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Lectio XIII annual conference - call for papers

The Art of Reading and Human Performance - Investigations into the Act of Reading, from Antiquity to the Threshold of Modernity
Call for contributors
31st January 2024
KU Leuven

International conference, KU Leuven, December 11-13, 2024

The LECTIO international conference of 2024 aims to study and dissect “the human performance of reading” in its salient aspects, tensions, successes and failures. The focus is by no means limited to literary texts and their reading, but rather to the notion of the “act of reading” in the broadest sense, such as to include Law (both scholarly interpretation and legal practice), Liturgy, Social Performances, and Political Representations. The testing grounds of the theme we intend to explore are the broad European civilizations in the long run, from Antiquity to the threshold of Modernity, across their languages (e.g., Greek, Latin, Hebrew, Arabic, Germanic, Slavic, Romance languages, etc.) and intricate cultural transfers.
Today the act of reading represents a fundamental element of the so-called Humanities. The Spanish thinker José Ortega y Gasset, while rereading Plato’s Symposium in the dramatic years following the Spanish Civil War, observed that “Reading a book is, like all human occupations, a utopian task”. With the contribution of a selected cohort of international specialists we aim to go to the roots of such a singular “human utopia”, accurately trace traits of its portrait, measure its resilience and follow its transformations across different languages, cultures and eras. Over the past two decades, the digital revolution has posed a number of challenges to the very idea of reading and provoked an important harvest of studies, both historical and theoretical in nature. Maryanne Wolf's Reader Come Home (New York 2018) offers a perspicuous example of the intersection of the research devoted to the neuro-physiology of reading and phenomena as typically human as that of remembering, or as elusive as that of ‘creative thinking’. Among the theoretical proposals worth mentioning is the subtle and provocative study of the philosopher Peter Kivy, The Performance of Reading (Oxford 2005). According to the late Kivy, the act of reading would represent a specifically human operation inextricably linked to the interpretation and reenactment of a text. Any text, outside of performance, does not yet exist as truly ‘read’, even when it is
processed and analyzed ‘mechanically’. In this sense, music, with the clear divarication between the moment of score reading and actual musical performance, would not be an exception, but would rather illustrate the rule of the very concept of reading.
One might think of the investigations, though mostly devoted to literature, of the “Poetik und Hermeneutik” movement, which had appropriately called out the irrepressible polarity between reader and author, production and reception of a text. At closer examination, however, it is precisely the perspective of Performance – with the manifold corollary of notions it entails: embodiment, vocalization, ‘pleasure (or pain) of the text’, qualitative perception of time, etc. – that may provide a fresh angle of inquiry.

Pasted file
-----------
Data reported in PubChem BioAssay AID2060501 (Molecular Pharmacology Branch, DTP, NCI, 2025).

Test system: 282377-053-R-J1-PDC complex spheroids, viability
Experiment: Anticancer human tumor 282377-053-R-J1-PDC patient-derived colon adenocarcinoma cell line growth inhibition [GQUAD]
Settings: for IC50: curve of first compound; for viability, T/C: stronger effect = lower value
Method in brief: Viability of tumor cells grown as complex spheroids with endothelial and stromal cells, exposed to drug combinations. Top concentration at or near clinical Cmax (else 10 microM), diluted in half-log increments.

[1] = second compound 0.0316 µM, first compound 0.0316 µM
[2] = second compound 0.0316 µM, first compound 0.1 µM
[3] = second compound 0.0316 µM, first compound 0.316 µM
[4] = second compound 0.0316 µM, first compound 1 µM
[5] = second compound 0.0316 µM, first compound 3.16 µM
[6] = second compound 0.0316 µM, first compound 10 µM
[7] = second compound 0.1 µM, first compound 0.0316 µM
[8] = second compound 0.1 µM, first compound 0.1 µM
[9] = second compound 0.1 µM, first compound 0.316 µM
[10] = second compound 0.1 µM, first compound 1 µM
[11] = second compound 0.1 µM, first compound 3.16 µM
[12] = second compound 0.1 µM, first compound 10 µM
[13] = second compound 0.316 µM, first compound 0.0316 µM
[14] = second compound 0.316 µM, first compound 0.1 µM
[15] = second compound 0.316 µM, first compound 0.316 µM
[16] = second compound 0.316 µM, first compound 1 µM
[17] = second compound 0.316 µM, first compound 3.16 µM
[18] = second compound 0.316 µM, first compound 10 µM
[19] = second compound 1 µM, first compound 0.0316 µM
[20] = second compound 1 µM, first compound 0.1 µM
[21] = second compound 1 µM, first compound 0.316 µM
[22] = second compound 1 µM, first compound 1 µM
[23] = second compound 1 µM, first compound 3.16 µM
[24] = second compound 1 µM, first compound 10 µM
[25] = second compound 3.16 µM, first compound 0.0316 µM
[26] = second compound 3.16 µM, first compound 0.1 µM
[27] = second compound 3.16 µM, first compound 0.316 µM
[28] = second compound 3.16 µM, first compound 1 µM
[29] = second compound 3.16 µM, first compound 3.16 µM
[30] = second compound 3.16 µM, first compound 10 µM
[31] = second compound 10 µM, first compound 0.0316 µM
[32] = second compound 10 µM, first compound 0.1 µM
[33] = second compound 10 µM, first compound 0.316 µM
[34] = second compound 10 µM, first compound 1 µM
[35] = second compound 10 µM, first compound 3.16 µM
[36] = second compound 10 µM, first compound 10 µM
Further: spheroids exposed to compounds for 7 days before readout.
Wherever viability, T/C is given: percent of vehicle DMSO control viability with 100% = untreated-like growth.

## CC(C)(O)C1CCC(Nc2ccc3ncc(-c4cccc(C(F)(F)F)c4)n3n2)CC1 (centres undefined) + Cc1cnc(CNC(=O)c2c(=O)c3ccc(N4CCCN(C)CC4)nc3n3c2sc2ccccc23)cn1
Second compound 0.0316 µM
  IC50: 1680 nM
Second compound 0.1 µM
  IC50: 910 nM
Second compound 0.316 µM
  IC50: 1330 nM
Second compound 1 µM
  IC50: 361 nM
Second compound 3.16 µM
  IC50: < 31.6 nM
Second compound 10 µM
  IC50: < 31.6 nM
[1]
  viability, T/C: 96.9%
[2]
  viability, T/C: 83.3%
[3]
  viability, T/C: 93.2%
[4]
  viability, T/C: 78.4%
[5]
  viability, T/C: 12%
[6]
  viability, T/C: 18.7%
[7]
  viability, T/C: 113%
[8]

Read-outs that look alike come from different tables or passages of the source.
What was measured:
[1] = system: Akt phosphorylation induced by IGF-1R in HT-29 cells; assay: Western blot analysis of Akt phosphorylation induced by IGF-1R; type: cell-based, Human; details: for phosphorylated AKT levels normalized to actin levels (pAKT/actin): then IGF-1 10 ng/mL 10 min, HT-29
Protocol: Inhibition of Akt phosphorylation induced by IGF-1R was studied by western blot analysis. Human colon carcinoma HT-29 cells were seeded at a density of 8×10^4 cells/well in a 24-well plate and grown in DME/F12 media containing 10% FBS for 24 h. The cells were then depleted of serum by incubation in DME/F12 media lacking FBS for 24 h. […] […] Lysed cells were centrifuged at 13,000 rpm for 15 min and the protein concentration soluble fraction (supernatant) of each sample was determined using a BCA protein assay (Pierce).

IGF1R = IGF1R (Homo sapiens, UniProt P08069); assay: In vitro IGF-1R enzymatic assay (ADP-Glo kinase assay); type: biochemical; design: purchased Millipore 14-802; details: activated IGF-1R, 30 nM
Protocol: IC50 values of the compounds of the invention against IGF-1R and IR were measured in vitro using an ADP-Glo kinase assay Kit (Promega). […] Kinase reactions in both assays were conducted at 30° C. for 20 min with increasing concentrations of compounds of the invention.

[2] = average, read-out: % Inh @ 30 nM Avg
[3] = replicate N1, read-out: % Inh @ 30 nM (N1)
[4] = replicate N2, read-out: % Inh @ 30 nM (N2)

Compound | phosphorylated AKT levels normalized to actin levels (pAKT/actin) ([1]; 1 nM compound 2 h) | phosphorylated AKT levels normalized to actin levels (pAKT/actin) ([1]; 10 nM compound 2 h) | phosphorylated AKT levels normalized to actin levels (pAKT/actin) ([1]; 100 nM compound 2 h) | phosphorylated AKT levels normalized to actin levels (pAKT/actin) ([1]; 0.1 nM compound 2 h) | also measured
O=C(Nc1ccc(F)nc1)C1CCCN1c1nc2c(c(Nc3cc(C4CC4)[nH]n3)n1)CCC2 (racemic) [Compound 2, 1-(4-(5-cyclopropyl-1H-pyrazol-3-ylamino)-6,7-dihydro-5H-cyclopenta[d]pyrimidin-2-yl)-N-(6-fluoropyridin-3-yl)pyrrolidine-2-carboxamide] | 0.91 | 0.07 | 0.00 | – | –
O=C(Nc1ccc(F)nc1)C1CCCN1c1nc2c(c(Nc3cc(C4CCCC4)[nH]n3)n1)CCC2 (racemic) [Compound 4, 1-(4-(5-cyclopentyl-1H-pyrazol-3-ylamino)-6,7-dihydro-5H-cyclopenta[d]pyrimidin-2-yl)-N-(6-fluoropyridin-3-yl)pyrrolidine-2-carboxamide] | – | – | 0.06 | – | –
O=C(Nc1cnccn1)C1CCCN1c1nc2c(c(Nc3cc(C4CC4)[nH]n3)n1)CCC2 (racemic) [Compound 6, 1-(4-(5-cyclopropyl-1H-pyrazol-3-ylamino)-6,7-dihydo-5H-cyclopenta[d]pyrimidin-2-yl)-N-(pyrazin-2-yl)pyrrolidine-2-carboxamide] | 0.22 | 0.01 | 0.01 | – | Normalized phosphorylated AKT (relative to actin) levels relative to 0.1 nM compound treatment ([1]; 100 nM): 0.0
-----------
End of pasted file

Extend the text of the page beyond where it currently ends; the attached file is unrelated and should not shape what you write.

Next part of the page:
Possible topics include (but are not limited to):

  • The study of the specific contexts of the act of reading from Antiquity to Early Modernity;
  • The implied materiality (i.e., the importance of the matter on which the text is written, like papyrus scroll, stone, codex, print, etc.,) and its influence on the ways of reading;
  • The interplay between oral culture and literacy (e.g., reading aloud, announcing, proclaiming, confessing);
  • The contexts of the act of reading (monastic cell or studiolo; festivals, schools, churches, courts, political assemblies, persecuted intellectual groups, esoteric societies);
  • Paratexts, images, frames and their connection to distinct performative dimensions;
  • Strategies of reading (e.g., the interplay between secrecy and dissemination of a text by reading it);
  • The relation between the notion of ‘voice’ (or the lack of) and the act of reading.

We invite submissions for paper proposals in English. Proposals should consist of a (provisional) title, an abstract of 300-400 words, and a short CV of the presenter.
Accepted papers will be awarded a 30-minute slot (20 min. presentation + 10 min. for discussion). Afterwards, the papers can be submitted for a peer-reviewed publication which shall follow in the year 2025.
Please submit your proposal via email (lectioatkuleuven [dot] be) by January 31, 2024. Applicants will be notified within about four weeks from this date.
For further inquiries and information, please contact Daria Kondakova (daria [dot] kondakovaatkuleuven [dot] be) or Andrea Aldo Robiglio (andrea [dot] robiglioatkuleuven [dot] be )

Organizing Committee: Daria Kondakova, Randall Lesaffer, Brigitte Meijns, Andrea Aldo Robiglio, Geert Roskam, Joseph Verheyden.
Scientific Committee: Orazio Condorelli, Veerle Fraeters, Daria Kondakova, Randall Lesaffer, Brigitte Meijns, Rachele Ricceri, Geert Roskam, Mark Somos, Joseph Verheyden.